The emergence of protectionist forces could undermine a modest brightening of the global growth outlook and is putting severe strain on the post-World War II economic order, the International Monetary Fund said.
The IMF raised its forecast for global growth to 3.5 percent this year, up 0.1 percentage point from January, the Washington-based fund said in the latest update to its World Economic Outlook. Expansion will pick up to 3.6 percent in 2018, unchanged from the projection three months ago. The upgrade offers a glimmer of optimism following a trend in recent years of the fund downgrading its growth forecasts.
The pickup is being fueled by “buoyant” financial markets and a long-awaited cyclical recovery in manufacturing and trade, the IMF said. Still, global growth remains subdued compared with past decades, and the risk of “trade warfare” is still hanging over the world economy, IMF chief economist Maurice Obstfeld warned.
“The global economy seems to be gaining momentum — we could be at a turning point,” Obstfeld said in a foreword to the outlook. However, “the post-World War II system of international economic relations is under severe strain despite the aggregate benefits it has delivered — and precisely because growth and the resulting economic adjustments have too often entailed unequal rewards,” he added.
The sunnier outlook will hearten finance ministers and central bankers from the IMF’s 189 member countries as they meet this week in Washington for the fund’s annual spring meetings. In an interview last week with Bloomberg Television, Christine Lagarde said “we see spring in the air of the global economy.”
It will be the first spring meetings in Washington since the inauguration of U.S. President Donald Trump, who has promised to take an “America First” approach to foreign policy. After Trump declined last week to follow through on his campaign promise to brand China a currency manipulator, policy makers will be watching closely to see if his administration is backing down from its most hawkish trade threats, or merely picking its battles.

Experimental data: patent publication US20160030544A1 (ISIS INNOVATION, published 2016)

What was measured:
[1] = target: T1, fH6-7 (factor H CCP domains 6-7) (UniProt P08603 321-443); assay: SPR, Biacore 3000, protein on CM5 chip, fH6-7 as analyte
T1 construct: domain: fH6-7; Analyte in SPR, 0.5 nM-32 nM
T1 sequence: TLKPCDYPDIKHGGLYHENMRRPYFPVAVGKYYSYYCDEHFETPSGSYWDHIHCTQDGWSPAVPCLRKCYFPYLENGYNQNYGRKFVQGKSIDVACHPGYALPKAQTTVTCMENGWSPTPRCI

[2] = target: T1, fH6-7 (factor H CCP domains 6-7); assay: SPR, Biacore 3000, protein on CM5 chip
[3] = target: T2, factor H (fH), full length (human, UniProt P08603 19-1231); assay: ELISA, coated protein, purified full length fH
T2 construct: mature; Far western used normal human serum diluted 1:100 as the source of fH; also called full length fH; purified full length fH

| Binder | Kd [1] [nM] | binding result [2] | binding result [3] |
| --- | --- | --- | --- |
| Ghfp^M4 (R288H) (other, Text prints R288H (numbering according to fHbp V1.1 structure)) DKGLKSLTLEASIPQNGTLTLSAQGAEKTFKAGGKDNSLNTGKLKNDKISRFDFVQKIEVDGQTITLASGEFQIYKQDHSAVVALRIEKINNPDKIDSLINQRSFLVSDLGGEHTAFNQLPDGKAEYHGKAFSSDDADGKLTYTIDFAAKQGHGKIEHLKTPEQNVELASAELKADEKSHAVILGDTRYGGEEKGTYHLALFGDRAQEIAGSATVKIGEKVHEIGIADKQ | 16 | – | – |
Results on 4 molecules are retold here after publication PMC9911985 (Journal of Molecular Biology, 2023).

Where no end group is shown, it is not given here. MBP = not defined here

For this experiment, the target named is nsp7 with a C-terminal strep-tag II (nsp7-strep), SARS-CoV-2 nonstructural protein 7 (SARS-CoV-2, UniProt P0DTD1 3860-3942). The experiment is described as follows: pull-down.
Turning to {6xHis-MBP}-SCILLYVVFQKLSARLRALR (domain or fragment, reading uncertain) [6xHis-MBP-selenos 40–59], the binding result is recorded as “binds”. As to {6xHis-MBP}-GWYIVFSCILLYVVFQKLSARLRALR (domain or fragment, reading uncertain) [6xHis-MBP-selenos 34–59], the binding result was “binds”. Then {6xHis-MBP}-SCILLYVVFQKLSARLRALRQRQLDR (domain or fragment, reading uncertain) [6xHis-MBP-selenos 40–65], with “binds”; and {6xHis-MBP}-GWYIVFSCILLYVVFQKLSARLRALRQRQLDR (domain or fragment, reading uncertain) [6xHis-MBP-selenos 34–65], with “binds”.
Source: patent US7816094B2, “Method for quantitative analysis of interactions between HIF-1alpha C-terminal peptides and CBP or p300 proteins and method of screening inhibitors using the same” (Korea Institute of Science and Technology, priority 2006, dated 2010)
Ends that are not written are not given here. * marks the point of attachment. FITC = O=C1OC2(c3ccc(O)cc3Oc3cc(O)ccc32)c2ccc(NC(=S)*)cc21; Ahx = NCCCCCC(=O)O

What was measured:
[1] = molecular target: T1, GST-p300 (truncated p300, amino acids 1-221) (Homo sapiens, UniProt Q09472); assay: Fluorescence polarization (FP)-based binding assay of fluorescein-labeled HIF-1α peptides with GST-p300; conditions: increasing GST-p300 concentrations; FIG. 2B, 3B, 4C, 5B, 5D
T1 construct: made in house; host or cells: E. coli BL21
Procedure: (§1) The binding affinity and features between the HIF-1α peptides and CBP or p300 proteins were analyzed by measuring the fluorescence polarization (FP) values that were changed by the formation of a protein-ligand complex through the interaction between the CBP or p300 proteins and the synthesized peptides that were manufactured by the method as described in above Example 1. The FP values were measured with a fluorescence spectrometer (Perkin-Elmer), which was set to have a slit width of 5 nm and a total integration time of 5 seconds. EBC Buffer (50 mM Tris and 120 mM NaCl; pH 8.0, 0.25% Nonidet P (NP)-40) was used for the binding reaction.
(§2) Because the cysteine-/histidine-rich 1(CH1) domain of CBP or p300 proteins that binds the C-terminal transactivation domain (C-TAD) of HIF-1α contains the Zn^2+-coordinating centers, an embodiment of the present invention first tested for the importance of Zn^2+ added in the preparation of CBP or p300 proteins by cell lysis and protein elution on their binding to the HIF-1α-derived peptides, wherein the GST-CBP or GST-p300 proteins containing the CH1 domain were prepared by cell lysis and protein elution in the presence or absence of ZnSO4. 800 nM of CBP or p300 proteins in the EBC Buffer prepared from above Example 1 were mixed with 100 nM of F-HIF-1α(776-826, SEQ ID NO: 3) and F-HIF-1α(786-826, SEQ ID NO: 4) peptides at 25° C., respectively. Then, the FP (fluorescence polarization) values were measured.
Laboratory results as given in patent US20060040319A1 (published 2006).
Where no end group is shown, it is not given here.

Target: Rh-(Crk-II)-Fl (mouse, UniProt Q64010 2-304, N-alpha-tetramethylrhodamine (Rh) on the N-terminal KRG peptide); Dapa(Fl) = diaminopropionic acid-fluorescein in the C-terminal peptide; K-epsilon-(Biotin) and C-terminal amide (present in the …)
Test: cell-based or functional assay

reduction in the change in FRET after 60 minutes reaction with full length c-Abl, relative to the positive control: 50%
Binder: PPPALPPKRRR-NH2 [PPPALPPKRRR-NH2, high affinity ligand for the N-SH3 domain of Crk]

The IMF left its U.S. forecast unchanged for this year and next, at 2.3 percent and 2.5 percent respectively, after raising its projections in January on Trump’s plan to cut taxes and boost infrastructure spending.
The fund sees the U.K. economy expanding by 2 percent this year, up from a projection of 1.5 percent seen in January, before slowing to 1.5 percent in 2018. The British economy has performed stronger-than-expected since the 2016 Brexit referendum, indicating “a more gradual materialization than previously anticipated of the negative effects” from the decision.
The IMF bumped up its estimate for Japanese growth to 1.2 percent this year, an increase of 0.4 percentage point from three months ago. Japan’s growth is being driven by a jump in net exports that’s expected to continue in 2017, the IMF said.
In the euro area, a mild boost from fiscal policy, easy financial conditions and a weaker currency are boosting growth, which is expected at 1.7 percent in 2017, up 0.1 percentage point from January, according to the fund.
The IMF also raised its growth forecasts for China to 6.6 percent this year and 6.2 percent in 2018.
The fund left unchanged its overall projections for growth in emerging markets and developing economies. Conditions for resource exporters are gradually expected to improve, supported by recovering prices for oil and other commodities, the IMF said.
Nevertheless, the fund downgraded its outlook for the Middle East and sub-Saharan Africa, two regions heavily dependent on natural resources.
The IMF was conceived during World War II to oversee the global monetary system and promote open markets after countries resolved to avoid the beggar-thy-neighbor policies that followed the Great Depression.
But Trump and other nationalist politicians have expressed doubt about the existing system and multilateral institutions such as the IMF. National Front leader Marine Le Pen, who wants to pull France out of the euro, is polling strongly ahead of this month’s presidential election, though she’s an underdog to win a runoff vote next month.
“A distinct set of threats comes from the growth in advanced economies of domestic political movements skeptical of international economic integration — no matter if integration is promoted through multilateral rules-based systems for the governance of trade, more ambitious regional arrangements such as the euro area and European Union, or globally agreed standards for financial regulation,” Obstfeld said in prepared remarks to be delivered Tuesday in Washington.